At Orientation sessions for new staff at Springwell I always encourage them to get to know something about each resident’s personal story. It’s important in doing what we do to know that there are families, passions, careers, accomplishments and interests behind each elderly person who calls Springwell their home.
It’s a gift when residents all are willing to share insights about themselves with us. I witnessed a transformative relationship between my oldest son and a former resident in my first year here. I saw it again this Spring when a group of our residents mentored a dozen boys from a nearby middle school. It happens all the time frankly and it helps us to create the kind of warm and friendly community we strive for.
We recognize that our residents are a group of diverse, accomplished, caring individuals who have contributed greatly to their families and their communities. Often though, like last week, I’m reminded there are even more virtuous qualities about each one that we frequently just don’t know. Maybe that’s due to our failure to ask good questions, to the busyness of our jobs or to the general humility of the current generation of our elders.
I met Herman Stump during my first year here – a time when Springwell was still trying to get its name better known and attract residents to our newly established community. There were only 55 folks living here at the time. He was interested in two separate residences – to meet the needs of his beloved wife Louise through our Memory Care program along with an Independent Living apartment for himself. The family’s decision to make a move to Springwell was a much appreciated vote of confidence in our plans. When we first met during that process he recoiled when I called him Mr. Stump. “It’s Humpy!,” he said with gusto, immediately giving me license – as he did with all he met – to use the nickname he was known by to his friends & family.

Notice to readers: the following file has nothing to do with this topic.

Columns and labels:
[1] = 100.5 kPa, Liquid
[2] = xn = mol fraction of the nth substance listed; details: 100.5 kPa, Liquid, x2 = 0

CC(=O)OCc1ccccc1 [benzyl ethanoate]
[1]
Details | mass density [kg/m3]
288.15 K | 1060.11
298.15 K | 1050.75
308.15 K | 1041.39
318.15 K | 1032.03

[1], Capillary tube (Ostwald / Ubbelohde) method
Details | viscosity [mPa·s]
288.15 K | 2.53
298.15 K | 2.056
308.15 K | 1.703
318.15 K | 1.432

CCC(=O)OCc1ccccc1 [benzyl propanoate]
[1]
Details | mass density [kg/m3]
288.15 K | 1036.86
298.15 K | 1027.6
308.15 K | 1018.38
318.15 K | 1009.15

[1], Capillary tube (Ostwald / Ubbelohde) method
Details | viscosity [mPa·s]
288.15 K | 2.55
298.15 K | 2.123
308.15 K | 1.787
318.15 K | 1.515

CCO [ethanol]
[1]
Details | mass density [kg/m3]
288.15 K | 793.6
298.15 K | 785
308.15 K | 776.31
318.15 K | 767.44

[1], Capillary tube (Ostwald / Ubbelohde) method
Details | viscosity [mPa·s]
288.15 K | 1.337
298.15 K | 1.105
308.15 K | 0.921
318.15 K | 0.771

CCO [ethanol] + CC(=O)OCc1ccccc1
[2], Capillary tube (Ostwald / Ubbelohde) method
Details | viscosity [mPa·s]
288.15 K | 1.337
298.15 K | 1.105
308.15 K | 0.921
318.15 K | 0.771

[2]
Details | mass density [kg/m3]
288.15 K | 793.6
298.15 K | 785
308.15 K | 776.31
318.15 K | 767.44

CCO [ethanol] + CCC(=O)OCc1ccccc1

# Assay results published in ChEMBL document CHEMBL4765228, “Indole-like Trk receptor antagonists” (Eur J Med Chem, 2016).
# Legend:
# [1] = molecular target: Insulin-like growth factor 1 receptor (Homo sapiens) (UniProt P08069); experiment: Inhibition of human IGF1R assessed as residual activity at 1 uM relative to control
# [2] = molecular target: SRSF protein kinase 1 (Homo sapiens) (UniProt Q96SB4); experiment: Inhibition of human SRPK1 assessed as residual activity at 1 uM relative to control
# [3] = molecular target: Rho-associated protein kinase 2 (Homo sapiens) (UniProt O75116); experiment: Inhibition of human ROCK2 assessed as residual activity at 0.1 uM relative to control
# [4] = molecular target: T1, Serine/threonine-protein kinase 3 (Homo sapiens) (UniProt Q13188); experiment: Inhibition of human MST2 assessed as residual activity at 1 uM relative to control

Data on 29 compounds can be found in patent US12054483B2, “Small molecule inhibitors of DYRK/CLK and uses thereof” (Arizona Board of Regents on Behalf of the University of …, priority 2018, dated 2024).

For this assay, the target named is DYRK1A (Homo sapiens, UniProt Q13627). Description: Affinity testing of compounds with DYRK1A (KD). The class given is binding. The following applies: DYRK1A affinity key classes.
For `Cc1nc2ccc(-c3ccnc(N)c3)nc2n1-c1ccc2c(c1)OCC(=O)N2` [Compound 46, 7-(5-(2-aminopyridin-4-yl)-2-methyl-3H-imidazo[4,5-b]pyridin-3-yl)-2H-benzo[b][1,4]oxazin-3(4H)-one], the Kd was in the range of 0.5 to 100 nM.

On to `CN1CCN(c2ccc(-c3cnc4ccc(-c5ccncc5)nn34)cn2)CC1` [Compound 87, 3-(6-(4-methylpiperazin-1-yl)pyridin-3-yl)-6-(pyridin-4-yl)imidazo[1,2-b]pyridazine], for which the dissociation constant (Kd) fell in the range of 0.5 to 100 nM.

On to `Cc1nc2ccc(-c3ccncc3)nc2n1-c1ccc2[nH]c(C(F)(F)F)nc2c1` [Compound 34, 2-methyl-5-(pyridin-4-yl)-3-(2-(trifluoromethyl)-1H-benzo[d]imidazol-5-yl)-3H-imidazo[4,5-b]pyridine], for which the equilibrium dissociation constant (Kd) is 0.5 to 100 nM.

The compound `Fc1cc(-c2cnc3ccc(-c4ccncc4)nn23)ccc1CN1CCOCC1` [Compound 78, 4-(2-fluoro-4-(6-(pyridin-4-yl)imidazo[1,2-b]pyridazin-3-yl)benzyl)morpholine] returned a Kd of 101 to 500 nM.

While here, Humpy continued to pursue his interests and build new relationships while visiting Louise daily. He was a driving force behind organizing a Resident Bible Study (he also rode out with friends out to St. John’s Church in Glyndon for a weekly study). Ironically, he was also a founder of the Men’s Poker game. Truth be told he was a far better bible student than poker player. (As the 2nd worst player in Springwell’s brief history I should know). He was a devoted walker who appreciated our 15 acre campus (perhaps recalling his 15 acre farm) and one of the few residents to take advantage of the Golf Driving Range next door.
He was also the “culprit” behind a “missing resident” caper that was a bit harrowing for our staff, but classic Humpy. One afternoon, a very new resident had a visitor arrive and to our dismay we couldn’t find that resident anywhere. We searched high and low to no avail. After dashing to my car, I was preparing to pull out and explore the neighborhood for him, when two gentlemen in shorts and ballcaps appeared in my rear view mirror. They were grinning ear to ear following a wonderful afternoon together during which Humpy had invited the “new kid on the block” out for a walk capped off with a Rolling Rock beer in his apartment.
By virtue of stories from his friends and family and the time we shared with him, we all knew Humpy was a special guy. In spite of the sorrow of losing a son to an accident, he had a keen wit and a zest for connecting people. He was never quite himself though after Louise passed during the holidays. We all did what we could to buffet his physical decline and a wounded spark over the ensuing months. So when he himself passed on Mother’s Day we were saddened but not totally surprised.
We were indeed surprised though, in reading his obituary and through conversations after his funeral, to learn – – how his successful insurance practice had helped bootstrap some young contractors who remained friends for life, how his former rector described him as “the holiest man I’ve ever met in my life”, how he helped his church found Paul’s Place, a soup kitchen/men’s shelter in Southwest Baltimore or oh by the way, how he was a founder of the Valley (now Jemicy) School, which helps teach children with learning differences. And, that in addition to a cold Rolling Rock, he enjoyed sipping a Southside cocktail now & then.
Surprised but not shocked I suppose in retrospect; wistful though that we hadn’t learned about these other admirable qualities sooner to express our appreciation of them. Humpy was a unique individual, but symbolic of our relationships with one another here at Springwell – that there is always more to the person than meets the eye and that is a worthwhile endeavor for us all to get to know one another better.
It was a privilege getting to know the Stump family and their many friends who were frequent visitors to enjoy Humpy and Louise’s company their final years. It was also a privilege and the ultimate compliment for Springwell to be mentioned in the eulogy for Humpy as a source of comfort and joy for him. We hope, that as we get to know one another better, we are able to do that for all of you as well.